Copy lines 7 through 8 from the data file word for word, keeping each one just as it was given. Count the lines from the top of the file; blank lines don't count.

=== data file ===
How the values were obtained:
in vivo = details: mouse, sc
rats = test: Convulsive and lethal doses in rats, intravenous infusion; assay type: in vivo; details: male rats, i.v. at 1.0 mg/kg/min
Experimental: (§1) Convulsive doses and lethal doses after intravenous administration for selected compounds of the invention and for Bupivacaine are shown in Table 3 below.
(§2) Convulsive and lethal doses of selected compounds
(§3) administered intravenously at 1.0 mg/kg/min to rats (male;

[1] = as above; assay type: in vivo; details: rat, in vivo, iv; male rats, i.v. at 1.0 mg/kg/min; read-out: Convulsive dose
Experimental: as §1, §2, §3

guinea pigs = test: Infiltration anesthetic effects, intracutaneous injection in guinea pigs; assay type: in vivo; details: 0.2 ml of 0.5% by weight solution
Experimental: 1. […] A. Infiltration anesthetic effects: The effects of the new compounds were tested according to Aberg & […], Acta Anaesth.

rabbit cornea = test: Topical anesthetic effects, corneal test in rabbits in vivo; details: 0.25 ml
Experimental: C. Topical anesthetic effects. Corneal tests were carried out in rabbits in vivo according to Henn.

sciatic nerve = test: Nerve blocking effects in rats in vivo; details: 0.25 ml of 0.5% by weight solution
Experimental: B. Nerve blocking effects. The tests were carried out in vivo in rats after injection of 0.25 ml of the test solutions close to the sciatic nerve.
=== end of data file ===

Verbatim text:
[1] = as above; assay type: in vivo; details: rat, in vivo, iv; male rats, i.v. at 1.0 mg/kg/min; read-out: Convulsive dose
Experimental: as §1, §2, §3